Close up of a red front door
November 7th 2019

What Goes Into Making a Door?

We’re all aware of just how important doors are to the security, curb appeal, and energy efficiency. But how many of us, aside from seasoned DIYers, and door installers, actually know what goes into the construction of a door? Knowing the basic parts of a door can help you in sourcing repairs and general maintenance, as well as surprising friends and family with your newfound knowledge. You’ll also be better equipped when shopping for a replacement door, and can ask for exactly what you need!

Continue reading below to learn about the basic parts of all doors, the unique attributes of energy-efficient doors, and how Burano Doors can help you learn more, and find your perfect replacement door for your Toronto home.

Anatomy of a Hinge Door

Doors come in all shapes, sizes, and materials, but there are several common components that a classic hinge door will share, and that you should be familiar with, whether it’s made of wood, steel, or fibreglass. It should be noted that this isn’t an exhaustive list, and doesn’t account for the hardware of the door, including hinges, locks, and handles, and will have their own additional sets of parts. Let’s break them down one by one here:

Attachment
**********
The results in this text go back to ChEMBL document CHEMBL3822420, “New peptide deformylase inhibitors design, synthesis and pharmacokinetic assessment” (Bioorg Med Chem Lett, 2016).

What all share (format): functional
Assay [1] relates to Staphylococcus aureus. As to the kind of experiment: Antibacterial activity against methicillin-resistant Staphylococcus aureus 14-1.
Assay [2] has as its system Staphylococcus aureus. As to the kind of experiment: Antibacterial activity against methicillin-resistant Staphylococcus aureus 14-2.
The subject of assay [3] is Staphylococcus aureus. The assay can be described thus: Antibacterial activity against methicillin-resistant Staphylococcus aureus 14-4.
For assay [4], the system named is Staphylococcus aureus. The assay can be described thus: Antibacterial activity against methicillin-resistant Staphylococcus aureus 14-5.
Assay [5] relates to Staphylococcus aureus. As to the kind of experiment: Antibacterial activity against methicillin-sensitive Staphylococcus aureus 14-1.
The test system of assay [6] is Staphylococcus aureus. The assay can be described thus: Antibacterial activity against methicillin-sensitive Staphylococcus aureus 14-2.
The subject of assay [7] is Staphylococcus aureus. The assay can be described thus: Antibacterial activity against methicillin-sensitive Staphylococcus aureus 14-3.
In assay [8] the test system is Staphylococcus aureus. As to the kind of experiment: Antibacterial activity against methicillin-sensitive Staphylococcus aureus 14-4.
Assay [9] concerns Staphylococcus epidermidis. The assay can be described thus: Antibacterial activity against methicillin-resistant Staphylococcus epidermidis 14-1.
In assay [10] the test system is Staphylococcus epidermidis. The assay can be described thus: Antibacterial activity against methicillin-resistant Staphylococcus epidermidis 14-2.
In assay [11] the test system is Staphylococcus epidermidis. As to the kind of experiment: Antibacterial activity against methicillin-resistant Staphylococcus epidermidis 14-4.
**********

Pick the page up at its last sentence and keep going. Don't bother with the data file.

1. Casing (frame)
    This is the exterior frame of the door that supports its weight and is built directly into the wall. The door is then attached to the frame via the hinges. It’s far more than just cosmetic and will provide the outline for your entire replacement door.
  2. Door Jamb
    The door jamb, also known as the ‘legs’ of your door is the vertical part of a door frame that will bear its weight, along with the frame.
  3. Stop(s)
    These are thin strips of wood or other materials located along the jambs to prevent the door from being torn off its hinges, and protect the door frame from excessive force if the door is slammed.
  4. Top Rail
    The horizontal top section of the door, typically found on panelled doors.
  5. Bottom Rail
    The bottom horizontal section of the door, most commonly found on panelled doors.
  6. Lock Stile
    The side of the door where the lock and handle are set.
  7. Lock Set
    The space cut into the door where the lock and knob can be installed, on the lock stile of the door.
  8. Hinge Stile
    The side of the door where the hinges are set.
  9. Threshold
    A possibly decorative element that transitions the door sill to the floor.
  10. Sill
    The bottom-most part of the door frame that will rest directly on the floor.

Depending on the design of your door, other parts may include the panels, mullions, lock rail, and sticking, most often found on doors with more decorative detail. Doors marked as energy efficient, which are gaining in popularity these days, also have some of their own unique additions that give them this specification, as will sliding doors.

Close up of a door handle

Anatomy of a Sliding Door

Unlike their hinged counterparts, sliding doors have their own unique set of parts that allow them to move freely along a track, rather than on a hinge. Let’s take a look at them in more detail: